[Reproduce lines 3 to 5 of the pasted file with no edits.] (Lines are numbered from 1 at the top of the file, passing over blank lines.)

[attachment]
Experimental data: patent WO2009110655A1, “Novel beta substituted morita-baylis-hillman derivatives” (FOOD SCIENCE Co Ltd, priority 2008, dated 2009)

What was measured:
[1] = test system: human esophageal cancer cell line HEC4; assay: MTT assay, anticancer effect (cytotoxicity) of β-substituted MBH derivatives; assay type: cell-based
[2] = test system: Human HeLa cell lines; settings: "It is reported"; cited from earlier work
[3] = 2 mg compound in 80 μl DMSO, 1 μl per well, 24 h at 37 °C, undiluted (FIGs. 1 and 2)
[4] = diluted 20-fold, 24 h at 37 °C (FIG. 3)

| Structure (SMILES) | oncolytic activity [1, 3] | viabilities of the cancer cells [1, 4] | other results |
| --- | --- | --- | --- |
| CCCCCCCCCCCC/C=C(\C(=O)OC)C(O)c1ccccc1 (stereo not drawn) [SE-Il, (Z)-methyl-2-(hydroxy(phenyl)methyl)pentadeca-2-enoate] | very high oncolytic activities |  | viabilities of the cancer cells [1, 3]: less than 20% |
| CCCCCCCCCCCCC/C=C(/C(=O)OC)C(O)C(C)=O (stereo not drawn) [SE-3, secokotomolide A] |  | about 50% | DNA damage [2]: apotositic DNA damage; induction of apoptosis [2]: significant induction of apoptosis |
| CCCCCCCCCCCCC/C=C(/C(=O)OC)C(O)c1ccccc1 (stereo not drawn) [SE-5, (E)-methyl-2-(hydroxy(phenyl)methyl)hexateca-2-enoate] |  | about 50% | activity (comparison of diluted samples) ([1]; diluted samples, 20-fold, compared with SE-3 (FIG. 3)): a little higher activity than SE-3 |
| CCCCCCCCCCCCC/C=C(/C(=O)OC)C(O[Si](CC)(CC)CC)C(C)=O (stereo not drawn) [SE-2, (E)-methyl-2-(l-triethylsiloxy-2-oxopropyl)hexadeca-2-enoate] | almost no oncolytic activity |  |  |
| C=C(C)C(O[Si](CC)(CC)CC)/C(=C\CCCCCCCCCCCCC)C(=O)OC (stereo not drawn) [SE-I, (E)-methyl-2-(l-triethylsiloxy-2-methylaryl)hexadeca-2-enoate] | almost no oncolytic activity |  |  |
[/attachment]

[1] = test system: human esophageal cancer cell line HEC4; assay: MTT assay, anticancer effect (cytotoxicity) of β-substituted MBH derivatives; assay type: cell-based
[2] = test system: Human HeLa cell lines; settings: "It is reported"; cited from earlier work
[3] = 2 mg compound in 80 μl DMSO, 1 μl per well, 24 h at 37 °C, undiluted (FIGs. 1 and 2)